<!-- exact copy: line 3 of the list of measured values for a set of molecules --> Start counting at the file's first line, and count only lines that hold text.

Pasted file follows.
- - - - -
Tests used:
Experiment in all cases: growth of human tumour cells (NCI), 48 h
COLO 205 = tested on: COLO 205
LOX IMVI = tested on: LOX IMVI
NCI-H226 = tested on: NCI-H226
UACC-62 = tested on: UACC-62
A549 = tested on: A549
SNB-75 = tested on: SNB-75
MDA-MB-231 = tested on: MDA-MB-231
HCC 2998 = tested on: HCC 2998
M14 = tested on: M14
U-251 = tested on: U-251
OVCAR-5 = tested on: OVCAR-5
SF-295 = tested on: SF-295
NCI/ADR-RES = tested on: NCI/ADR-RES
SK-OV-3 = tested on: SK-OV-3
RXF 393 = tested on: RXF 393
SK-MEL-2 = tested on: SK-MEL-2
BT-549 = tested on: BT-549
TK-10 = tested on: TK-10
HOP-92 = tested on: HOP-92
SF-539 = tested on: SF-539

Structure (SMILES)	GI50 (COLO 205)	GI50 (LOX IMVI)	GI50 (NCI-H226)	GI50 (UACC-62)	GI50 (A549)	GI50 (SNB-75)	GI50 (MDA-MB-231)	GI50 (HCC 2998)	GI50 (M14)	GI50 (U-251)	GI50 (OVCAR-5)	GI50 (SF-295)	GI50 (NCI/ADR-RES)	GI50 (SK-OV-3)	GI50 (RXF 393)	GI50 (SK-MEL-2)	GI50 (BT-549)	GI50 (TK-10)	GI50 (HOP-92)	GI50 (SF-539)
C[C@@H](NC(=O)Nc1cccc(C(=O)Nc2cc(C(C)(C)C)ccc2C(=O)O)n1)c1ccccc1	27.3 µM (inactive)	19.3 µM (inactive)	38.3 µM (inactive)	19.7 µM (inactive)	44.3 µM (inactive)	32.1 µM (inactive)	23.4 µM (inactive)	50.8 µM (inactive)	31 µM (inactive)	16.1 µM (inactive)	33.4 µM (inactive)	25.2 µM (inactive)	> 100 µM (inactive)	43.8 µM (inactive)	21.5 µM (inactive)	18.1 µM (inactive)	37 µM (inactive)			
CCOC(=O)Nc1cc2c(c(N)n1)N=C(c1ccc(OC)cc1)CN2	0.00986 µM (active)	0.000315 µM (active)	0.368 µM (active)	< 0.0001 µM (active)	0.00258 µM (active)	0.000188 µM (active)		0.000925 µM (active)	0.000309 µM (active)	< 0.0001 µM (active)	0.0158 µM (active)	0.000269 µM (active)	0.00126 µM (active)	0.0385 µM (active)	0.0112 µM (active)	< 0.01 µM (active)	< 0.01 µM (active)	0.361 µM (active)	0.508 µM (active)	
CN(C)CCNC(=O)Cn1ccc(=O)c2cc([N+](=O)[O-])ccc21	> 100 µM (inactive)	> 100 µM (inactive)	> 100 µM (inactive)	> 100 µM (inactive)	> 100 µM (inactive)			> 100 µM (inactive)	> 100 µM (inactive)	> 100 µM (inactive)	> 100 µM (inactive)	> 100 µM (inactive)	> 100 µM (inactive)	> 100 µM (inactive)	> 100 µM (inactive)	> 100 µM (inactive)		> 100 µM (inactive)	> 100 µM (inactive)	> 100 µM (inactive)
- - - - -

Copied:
COLO 205 = tested on: COLO 205